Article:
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The Goblin and the Empty Chair Hardcover – September 22, 2009


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Product Details

  • Age Range: 5 - 8 years
  • Grade Level: Kindergarten - 3
  • Lexile Measure: 660L (What's this?)
  • Hardcover: 32 pages
  • Publisher: Beach Lane Books; First Edition edition (September 22, 2009)
  • Language: English
  • ISBN-10: 1416985859
  • ISBN-13: 978-1416985853
  • Product Dimensions: 12.2 x 9.3 x 0.4 inches
  • Shipping Weight: 14.4 ounces (View shipping rates and policies)
  • Average Customer Review: 4.7 out of 5 stars  See all reviews (7 customer reviews)
  • Amazon Best Sellers Rank: #1,430,892 in Books (See Top 100 in Books)

Editorial Reviews

From School Library Journal

Grade 1–3—Frightened by his own reflection, a goblin lives alone, hidden away from the world. One day as he watches from a distance, he sees a farmer who is so overcome with grief that he is unable to finish his work. The next day he sees the farmer's wife and the following day his daughter, both unable to set aside their sorrow and complete their chores. For three nights, the goblin does the family's work, unaware that each member in this silent, sorrowful family has seen him. At breakfast on the fourth day, as they stare at a chair vacant since the loss of a child in the winter, they rise and place another helping of food on the table. Then they open the door. Afraid to enter, the goblin hides, but when the family gets up to leave the table, food untouched, he joins them at breakfast. Each page contains a frame with a large square picture at the bottom and a top border illustration. Small goblin heads peer out from both sides of the frame. The stylized watercolor-and-ink illustrations, done in muted tones, are attractive but static, showing characters that seem to be posing rather than being caught in the action of the moment. Like the pictures, this quiet, simply written tale lacks real drama, but its message of kindness and compassion will appeal to many readers.—Barbara Scotto, Children's Literature New England, Brookline, MA END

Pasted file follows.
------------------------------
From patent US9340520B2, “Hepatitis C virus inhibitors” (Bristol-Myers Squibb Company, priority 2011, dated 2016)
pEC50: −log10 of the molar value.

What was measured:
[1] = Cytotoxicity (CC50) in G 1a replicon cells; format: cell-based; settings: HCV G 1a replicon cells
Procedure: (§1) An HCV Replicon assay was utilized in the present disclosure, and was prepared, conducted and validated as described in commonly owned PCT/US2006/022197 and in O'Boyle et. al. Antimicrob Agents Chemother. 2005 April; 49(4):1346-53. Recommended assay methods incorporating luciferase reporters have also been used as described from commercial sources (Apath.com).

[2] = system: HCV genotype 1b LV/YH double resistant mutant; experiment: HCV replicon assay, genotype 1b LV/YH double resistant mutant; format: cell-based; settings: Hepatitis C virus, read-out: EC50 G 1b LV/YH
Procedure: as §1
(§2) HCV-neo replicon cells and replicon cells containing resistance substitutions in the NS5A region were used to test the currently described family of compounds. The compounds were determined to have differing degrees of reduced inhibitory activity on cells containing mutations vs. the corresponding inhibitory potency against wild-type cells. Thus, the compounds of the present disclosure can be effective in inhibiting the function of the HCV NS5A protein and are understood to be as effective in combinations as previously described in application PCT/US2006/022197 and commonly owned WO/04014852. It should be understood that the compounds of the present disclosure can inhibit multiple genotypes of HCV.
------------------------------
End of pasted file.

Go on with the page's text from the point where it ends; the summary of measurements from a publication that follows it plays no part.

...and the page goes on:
Review

"In this original fairy tale, acclaimed author Mem Fox tell the moving story of a lonely goblin...The illustrations by two-time Caldecott Medalists, Leo and DIane Dillon, are wonderfully expressive paintings for which the couple is famous...While the simple text can be read by children on their own, the pictures, story, and subject matter make this a natural for sharing aloud with children of all ages. Recommended."-Library Media Connection

"The Dillons' characteristic clean lines and controlled palette mirror the tender emotion of the tale while providing young viewers with plenty of visual cues to guide them along the story...this gentle read will...leave listeners safisfied."--The Bulletin of the Center for Children's Books

More About the Author

MEM FOX is the author of many acclaimed books, including Possum Magic, Koala Lou, Time for Bed, and, for adults, Reading Magic: Why Reading Aloud to Our Children Will Change Their Lives Forever. She lives in Adelaide, Australia.

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Customer Reviews

4.7 out of 5 stars
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The exquisite, framed illustrations greatly expand the story.
Kemie Nix
On days when you feel a need to clear your sinuses, or just have a good straight-out eye-washing cry, this is the book.
LTKepner
Mem Fox gives us all lessons for learning in this beautiful story.
Miriam Booker

Most Helpful Customer Reviews

Format: Hardcover
First let me say that "The Goblin and the Empty Chair" by Mem Fox, is not just a cute book that's a good read aloud. It is a book with a memorable story; a story with some real depth to it, and I am so thankful to be able to share this with my family.

It begins with a well garbed goblin seeing his reflection in water and deciding that he is so scary that he will hide his face away from the world. What he cannot hide, however, is his good heart, and when he sees a farmer breakdown one day, drop his tools and bury his head in his hands, the Goblin decides he must act.

Taking sympathy on the fellow the Goblin goes at night and "[H]e dug where digging was needed. He chopped where chopping was needed." And "[H]e painted where painting was needed. And was careful not to be seen."